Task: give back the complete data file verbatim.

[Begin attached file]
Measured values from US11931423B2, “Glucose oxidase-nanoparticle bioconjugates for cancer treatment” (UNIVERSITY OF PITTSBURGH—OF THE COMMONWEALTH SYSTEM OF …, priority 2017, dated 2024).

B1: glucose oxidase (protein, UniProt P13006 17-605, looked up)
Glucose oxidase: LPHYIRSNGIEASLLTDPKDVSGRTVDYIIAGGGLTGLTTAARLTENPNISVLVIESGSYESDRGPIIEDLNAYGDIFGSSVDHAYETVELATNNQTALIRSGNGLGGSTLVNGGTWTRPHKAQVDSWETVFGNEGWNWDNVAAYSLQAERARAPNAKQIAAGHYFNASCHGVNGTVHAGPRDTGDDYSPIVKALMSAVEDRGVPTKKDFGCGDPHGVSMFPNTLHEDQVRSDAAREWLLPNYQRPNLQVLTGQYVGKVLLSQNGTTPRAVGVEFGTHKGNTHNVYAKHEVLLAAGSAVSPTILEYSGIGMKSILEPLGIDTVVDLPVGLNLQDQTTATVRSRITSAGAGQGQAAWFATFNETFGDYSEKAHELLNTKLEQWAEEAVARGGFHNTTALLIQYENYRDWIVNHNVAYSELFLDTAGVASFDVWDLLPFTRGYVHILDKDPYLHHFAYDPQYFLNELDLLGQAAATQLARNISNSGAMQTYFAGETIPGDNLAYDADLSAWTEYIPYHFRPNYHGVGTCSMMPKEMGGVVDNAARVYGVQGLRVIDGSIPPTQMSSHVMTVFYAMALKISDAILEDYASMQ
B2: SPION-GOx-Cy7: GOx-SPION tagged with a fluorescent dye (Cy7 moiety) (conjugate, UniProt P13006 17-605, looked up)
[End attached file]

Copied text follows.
Measured values from US11931423B2, “Glucose oxidase-nanoparticle bioconjugates for cancer treatment” (UNIVERSITY OF PITTSBURGH—OF THE COMMONWEALTH SYSTEM OF …, priority 2017, dated 2024).

B1: glucose oxidase (protein, UniProt P13006 17-605, looked up)
Glucose oxidase: LPHYIRSNGIEASLLTDPKDVSGRTVDYIIAGGGLTGLTTAARLTENPNISVLVIESGSYESDRGPIIEDLNAYGDIFGSSVDHAYETVELATNNQTALIRSGNGLGGSTLVNGGTWTRPHKAQVDSWETVFGNEGWNWDNVAAYSLQAERARAPNAKQIAAGHYFNASCHGVNGTVHAGPRDTGDDYSPIVKALMSAVEDRGVPTKKDFGCGDPHGVSMFPNTLHEDQVRSDAAREWLLPNYQRPNLQVLTGQYVGKVLLSQNGTTPRAVGVEFGTHKGNTHNVYAKHEVLLAAGSAVSPTILEYSGIGMKSILEPLGIDTVVDLPVGLNLQDQTTATVRSRITSAGAGQGQAAWFATFNETFGDYSEKAHELLNTKLEQWAEEAVARGGFHNTTALLIQYENYRDWIVNHNVAYSELFLDTAGVASFDVWDLLPFTRGYVHILDKDPYLHHFAYDPQYFLNELDLLGQAAATQLARNISNSGAMQTYFAGETIPGDNLAYDADLSAWTEYIPYHFRPNYHGVGTCSMMPKEMGGVVDNAARVYGVQGLRVIDGSIPPTQMSSHVMTVFYAMALKISDAILEDYASMQ
B2: SPION-GOx-Cy7: GOx-SPION tagged with a fluorescent dye (Cy7 moiety) (conjugate, UniProt P13006 17-605, looked up)